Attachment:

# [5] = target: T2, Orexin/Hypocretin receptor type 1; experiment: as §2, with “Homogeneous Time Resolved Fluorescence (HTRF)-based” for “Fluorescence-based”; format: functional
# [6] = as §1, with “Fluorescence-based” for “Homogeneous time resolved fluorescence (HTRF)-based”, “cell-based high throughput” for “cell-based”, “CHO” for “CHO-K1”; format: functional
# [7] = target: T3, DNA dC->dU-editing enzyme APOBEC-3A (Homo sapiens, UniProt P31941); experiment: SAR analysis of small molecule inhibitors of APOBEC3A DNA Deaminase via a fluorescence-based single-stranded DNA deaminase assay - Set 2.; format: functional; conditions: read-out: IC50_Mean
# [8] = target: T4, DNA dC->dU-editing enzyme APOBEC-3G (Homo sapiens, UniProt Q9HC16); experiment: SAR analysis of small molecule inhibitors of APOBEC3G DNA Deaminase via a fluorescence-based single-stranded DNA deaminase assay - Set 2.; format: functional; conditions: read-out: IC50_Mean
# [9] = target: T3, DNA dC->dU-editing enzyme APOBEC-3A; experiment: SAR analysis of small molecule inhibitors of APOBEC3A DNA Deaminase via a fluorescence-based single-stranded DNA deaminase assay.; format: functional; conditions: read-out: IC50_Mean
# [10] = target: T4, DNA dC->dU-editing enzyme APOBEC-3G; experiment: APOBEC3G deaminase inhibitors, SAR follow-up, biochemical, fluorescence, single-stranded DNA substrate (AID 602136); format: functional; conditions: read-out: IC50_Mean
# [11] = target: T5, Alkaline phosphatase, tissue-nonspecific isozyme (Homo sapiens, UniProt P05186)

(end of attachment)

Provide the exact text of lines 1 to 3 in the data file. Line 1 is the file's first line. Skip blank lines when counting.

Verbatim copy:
# [5] = target: T2, Orexin/Hypocretin receptor type 1; experiment: as §2, with “Homogeneous Time Resolved Fluorescence (HTRF)-based” for “Fluorescence-based”; format: functional
# [6] = as §1, with “Fluorescence-based” for “Homogeneous time resolved fluorescence (HTRF)-based”, “cell-based high throughput” for “cell-based”, “CHO” for “CHO-K1”; format: functional
# [7] = target: T3, DNA dC->dU-editing enzyme APOBEC-3A (Homo sapiens, UniProt P31941); experiment: SAR analysis of small molecule inhibitors of APOBEC3A DNA Deaminase via a fluorescence-based single-stranded DNA deaminase assay - Set 2.; format: functional; conditions: read-out: IC50_Mean